Activity. A placeholder graphic with an image of hand over a computer keyboard to show that an activity is taking place.

Slide 25:

Learning Objective #1

How many Public Transportation Service Packages are there in the National ITS Architecture?

Answer Choices

  1. 4
  2. 10
  3. 11
  4. 15

Slide 26:

Learning Objective #1

Review of Answers

A small graphical red and yellow X representing incorrect.a) 4
Incorrect. There are 11 Public Transportation Service Packages.

A small graphical red and yellow X representing incorrect.b) 10
Incorrect. There are 11 Public Transportation Service Packages.

A small graphical green and yellow check mark representing correct.c) 11
Correct! There are 11 Public Transportation Service Packages.

A small graphical red and yellow X representing incorrect.d) 15
Incorrect. There are 11 Public Transportation Service Packages.

Slide 27:

Learning Objective #1

Which of these is not a Public Transportation Service Package?

Answer Choices

  1. Transit Vehicle Tracking
  2. Multimodal Connection Protection
  3. Multimodal Coordination
  4. Broadcast Traveler Information

Slide 28:

Learning Objective #1

Review of Answers

A small graphical red and yellow X representing incorrect.a) Transit Vehicle Tracking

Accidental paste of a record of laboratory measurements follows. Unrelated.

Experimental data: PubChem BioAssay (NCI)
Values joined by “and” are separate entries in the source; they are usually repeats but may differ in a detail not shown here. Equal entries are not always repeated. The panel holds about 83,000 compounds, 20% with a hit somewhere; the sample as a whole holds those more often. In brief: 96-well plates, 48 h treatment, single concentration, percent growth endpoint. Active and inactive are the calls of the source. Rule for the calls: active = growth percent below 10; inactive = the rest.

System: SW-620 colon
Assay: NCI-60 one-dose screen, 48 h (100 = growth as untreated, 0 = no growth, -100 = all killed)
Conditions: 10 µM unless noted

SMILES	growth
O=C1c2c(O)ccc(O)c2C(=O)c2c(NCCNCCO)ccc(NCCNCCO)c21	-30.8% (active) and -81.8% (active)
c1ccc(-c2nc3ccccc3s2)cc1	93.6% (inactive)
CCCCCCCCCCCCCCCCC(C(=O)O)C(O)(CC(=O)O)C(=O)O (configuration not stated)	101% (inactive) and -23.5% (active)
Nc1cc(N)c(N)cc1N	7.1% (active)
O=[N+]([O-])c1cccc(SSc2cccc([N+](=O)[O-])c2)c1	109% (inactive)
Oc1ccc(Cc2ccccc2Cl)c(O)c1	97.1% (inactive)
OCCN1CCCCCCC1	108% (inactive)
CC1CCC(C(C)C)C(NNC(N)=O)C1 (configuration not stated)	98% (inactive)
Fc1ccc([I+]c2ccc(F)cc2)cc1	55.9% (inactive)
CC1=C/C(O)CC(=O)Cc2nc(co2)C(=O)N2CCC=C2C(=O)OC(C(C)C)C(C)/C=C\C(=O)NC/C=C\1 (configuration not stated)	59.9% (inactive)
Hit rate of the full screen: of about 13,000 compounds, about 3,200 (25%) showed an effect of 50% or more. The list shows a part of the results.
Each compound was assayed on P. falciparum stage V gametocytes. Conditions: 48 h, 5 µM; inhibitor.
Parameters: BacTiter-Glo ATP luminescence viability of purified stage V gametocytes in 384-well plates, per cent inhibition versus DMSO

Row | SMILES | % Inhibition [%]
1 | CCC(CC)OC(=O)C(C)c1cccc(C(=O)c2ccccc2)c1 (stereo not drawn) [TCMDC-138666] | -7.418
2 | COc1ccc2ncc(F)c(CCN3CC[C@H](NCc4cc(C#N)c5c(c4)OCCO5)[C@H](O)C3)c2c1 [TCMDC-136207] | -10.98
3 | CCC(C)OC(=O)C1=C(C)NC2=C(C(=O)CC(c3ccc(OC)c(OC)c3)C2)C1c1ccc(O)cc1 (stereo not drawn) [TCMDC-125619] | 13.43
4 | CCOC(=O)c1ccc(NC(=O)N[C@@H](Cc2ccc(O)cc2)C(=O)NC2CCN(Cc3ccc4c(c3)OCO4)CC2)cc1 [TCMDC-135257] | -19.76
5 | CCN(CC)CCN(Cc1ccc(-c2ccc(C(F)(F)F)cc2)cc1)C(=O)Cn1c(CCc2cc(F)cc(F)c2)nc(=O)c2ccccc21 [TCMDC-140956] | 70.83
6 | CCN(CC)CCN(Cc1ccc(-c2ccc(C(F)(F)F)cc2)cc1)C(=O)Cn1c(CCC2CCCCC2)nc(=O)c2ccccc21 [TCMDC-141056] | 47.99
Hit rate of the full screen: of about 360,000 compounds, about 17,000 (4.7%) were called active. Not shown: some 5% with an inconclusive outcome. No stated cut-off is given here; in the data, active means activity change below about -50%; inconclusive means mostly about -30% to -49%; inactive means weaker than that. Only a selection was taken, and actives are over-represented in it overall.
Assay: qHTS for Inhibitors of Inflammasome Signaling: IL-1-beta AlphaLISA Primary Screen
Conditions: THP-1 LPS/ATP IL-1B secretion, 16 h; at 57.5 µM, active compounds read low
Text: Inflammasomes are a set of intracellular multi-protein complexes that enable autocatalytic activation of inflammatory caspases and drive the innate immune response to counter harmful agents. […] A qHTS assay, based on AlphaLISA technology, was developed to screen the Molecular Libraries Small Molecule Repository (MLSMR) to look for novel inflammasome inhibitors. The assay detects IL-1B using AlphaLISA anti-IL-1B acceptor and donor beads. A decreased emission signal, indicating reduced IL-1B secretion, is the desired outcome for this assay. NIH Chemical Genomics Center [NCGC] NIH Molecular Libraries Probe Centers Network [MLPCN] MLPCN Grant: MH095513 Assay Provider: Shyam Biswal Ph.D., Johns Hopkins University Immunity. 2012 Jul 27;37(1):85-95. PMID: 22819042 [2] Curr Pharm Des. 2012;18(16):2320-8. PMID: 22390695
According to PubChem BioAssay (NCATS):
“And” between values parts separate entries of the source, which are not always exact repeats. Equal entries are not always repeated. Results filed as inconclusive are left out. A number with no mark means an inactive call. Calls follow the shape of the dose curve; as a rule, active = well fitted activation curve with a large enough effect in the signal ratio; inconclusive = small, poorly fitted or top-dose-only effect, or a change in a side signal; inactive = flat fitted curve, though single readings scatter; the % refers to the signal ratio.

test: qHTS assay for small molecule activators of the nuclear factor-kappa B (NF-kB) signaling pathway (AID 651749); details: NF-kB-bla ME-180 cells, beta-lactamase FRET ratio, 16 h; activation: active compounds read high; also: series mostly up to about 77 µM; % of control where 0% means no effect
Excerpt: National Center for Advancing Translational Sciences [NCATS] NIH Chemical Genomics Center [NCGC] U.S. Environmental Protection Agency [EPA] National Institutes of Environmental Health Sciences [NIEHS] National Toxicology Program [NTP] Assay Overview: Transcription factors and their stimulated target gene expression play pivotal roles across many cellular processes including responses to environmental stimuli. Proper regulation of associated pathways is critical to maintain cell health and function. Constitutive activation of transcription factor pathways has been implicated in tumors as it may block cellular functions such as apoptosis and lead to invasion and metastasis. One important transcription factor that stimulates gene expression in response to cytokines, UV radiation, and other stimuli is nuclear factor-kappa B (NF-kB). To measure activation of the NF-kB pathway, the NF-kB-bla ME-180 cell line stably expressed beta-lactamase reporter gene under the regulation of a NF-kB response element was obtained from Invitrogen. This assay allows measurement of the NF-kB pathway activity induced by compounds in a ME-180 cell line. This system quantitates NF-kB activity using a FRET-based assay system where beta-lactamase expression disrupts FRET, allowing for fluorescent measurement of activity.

Incorrect. This SP is a Public Transportation Service Package.

A small graphical red and yellow X representing incorrect.b) Multimodal Connection Protection
Incorrect. This SP is a Public Transportation Service Package.

A small graphical red and yellow X representing incorrect.c) Multimodal Coordination
Incorrect. This SP is a Public Transportation Service Package.

A small graphical green and yellow check mark representing correct.d) Broadcast Traveler Information
Correct! It is not defined as a Public Transportation Service Package (but it is related to something that transit agencies do).

Slide 29:

Summary of Learning Objective #1

Summarize Key Concepts from Transit Management Standards, Part 1 of 2

Slide 30:

Learning Objective #2: Illustrate the Structure and Use of Data Exchange Standards for Transit Management Systems

Slide 31:

Learning Objective #2

Standards Facilitate Meeting User Needs

Slide 32:

Learning Objective #2

Standards Facilitate Meeting User Needs (cont.)

Slide 33:

Learning Objective #2

Standards Facilitate Meeting User Needs: Example

Slide 34:

Learning Objective #2

Standards Facilitate Meeting User Needs: Value

Slide 35:

Learning Objective #2

Standards Facilitate Meeting User Needs: Criteria for Evaluating a Standard

Slide 36:

Learning Objective #2

Standards Facilitate Meeting User Needs: Starting Point for Identifying Standards

Slide 37:

Learning Objective #2

Center-to-Infrastructure (C2I) Application Area Capabilities Related to Transit

Covers interface between transit management center and specific type of infrastructure: Dynamic Message Signs (DMS) and Transit Signal Priority (TSP)